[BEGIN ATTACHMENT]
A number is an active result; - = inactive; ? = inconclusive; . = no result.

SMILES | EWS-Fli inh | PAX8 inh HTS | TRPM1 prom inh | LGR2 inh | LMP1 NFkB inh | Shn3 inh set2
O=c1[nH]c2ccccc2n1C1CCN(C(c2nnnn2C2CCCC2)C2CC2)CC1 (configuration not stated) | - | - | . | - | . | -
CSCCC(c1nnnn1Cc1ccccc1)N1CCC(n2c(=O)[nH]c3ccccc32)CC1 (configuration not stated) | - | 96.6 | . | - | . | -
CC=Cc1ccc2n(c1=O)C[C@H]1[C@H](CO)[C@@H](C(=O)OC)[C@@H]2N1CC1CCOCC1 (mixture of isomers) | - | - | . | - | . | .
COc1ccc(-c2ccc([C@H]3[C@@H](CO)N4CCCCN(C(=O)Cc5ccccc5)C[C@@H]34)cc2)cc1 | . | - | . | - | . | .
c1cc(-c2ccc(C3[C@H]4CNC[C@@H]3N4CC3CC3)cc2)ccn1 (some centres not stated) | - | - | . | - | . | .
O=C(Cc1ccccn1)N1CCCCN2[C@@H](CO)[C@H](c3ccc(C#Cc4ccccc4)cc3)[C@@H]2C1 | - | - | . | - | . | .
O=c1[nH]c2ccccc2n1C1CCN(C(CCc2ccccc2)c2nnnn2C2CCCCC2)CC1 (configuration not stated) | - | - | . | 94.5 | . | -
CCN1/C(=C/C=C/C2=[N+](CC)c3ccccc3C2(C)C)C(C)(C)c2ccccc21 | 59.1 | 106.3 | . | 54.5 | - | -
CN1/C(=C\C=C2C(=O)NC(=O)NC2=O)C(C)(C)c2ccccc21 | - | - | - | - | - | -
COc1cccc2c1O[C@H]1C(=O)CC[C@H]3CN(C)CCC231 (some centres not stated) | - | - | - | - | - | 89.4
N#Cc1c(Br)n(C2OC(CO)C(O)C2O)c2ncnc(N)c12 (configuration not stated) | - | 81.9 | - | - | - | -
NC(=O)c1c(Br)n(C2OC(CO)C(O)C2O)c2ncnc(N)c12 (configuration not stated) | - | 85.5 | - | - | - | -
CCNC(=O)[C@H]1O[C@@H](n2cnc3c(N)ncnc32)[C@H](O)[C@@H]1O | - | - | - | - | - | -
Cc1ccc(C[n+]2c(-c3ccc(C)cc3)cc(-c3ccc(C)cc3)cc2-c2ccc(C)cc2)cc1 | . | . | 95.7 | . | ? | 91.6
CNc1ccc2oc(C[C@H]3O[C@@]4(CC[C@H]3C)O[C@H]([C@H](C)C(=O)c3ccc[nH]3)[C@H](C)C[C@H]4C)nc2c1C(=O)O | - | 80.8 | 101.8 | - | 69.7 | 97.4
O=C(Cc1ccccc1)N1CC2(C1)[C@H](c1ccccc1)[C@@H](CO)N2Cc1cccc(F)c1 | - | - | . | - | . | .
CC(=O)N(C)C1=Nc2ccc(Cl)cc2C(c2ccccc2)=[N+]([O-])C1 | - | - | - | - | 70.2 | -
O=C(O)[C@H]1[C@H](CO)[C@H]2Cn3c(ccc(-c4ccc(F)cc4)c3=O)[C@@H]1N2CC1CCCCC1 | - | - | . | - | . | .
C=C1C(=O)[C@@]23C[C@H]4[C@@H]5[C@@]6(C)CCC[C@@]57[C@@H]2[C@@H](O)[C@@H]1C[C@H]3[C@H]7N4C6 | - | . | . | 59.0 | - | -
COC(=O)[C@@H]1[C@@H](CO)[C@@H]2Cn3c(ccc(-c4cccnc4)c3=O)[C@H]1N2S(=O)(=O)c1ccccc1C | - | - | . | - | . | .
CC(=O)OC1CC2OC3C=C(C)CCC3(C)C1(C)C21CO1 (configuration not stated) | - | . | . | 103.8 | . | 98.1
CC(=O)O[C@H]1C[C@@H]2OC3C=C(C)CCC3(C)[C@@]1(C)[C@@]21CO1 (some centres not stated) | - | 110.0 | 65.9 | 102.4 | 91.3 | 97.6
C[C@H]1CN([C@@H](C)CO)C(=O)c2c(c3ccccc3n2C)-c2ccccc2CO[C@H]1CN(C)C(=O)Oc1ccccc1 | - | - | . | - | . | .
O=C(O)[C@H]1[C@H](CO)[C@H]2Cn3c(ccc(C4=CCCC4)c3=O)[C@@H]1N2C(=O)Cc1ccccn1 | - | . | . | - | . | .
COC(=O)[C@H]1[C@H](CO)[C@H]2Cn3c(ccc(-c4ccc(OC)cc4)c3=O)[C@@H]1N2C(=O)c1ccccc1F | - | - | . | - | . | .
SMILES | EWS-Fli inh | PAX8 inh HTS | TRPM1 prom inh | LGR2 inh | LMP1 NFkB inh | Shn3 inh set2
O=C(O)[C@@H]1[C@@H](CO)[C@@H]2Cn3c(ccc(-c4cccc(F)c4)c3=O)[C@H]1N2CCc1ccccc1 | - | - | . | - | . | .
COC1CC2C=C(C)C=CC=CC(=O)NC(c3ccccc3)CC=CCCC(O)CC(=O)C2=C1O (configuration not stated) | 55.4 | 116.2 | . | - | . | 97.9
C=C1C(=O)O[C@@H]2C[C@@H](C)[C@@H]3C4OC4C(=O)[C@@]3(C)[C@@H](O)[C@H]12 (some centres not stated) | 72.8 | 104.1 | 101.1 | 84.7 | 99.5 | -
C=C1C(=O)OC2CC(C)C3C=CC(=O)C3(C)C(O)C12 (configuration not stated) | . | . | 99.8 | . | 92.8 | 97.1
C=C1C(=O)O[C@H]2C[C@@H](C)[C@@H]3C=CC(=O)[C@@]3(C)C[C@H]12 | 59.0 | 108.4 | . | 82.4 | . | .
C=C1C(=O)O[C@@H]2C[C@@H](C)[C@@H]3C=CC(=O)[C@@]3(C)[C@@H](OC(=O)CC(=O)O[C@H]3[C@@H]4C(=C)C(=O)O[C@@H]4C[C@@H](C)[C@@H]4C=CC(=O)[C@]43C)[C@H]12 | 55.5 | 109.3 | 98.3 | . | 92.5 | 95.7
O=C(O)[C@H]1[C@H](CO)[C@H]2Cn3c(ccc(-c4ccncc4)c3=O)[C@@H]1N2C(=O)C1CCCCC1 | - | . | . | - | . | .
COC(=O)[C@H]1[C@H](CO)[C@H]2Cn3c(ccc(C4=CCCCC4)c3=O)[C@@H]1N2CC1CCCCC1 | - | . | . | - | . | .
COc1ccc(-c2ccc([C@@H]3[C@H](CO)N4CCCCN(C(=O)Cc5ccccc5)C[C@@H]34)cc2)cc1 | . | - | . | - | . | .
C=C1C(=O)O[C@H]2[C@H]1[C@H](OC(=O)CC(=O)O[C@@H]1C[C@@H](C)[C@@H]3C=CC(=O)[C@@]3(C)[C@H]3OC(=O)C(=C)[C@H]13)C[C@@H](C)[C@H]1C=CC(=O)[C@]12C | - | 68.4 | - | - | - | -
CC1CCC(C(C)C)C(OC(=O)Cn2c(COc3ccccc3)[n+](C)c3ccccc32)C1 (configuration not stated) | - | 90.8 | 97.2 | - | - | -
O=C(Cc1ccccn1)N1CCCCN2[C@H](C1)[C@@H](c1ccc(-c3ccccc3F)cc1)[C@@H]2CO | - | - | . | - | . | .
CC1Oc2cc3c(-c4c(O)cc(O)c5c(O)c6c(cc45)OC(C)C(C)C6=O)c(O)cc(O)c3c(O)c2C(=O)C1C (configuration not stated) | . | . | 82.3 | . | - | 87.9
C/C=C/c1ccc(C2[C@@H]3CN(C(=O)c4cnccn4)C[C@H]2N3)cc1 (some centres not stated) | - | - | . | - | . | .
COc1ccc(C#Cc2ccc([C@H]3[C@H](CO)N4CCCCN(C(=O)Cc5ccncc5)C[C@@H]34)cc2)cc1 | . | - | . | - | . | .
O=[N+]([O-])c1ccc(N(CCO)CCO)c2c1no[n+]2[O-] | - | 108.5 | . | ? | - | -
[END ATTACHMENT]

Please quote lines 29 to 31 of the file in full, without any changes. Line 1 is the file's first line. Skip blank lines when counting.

O=C(O)[C@@H]1[C@@H](CO)[C@@H]2Cn3c(ccc(-c4cccc(F)c4)c3=O)[C@H]1N2CCc1ccccc1 | - | - | . | - | . | .
COC1CC2C=C(C)C=CC=CC(=O)NC(c3ccccc3)CC=CCCC(O)CC(=O)C2=C1O (configuration not stated) | 55.4 | 116.2 | . | - | . | 97.9
C=C1C(=O)O[C@@H]2C[C@@H](C)[C@@H]3C4OC4C(=O)[C@@]3(C)[C@@H](O)[C@H]12 (some centres not stated) | 72.8 | 104.1 | 101.1 | 84.7 | 99.5 | -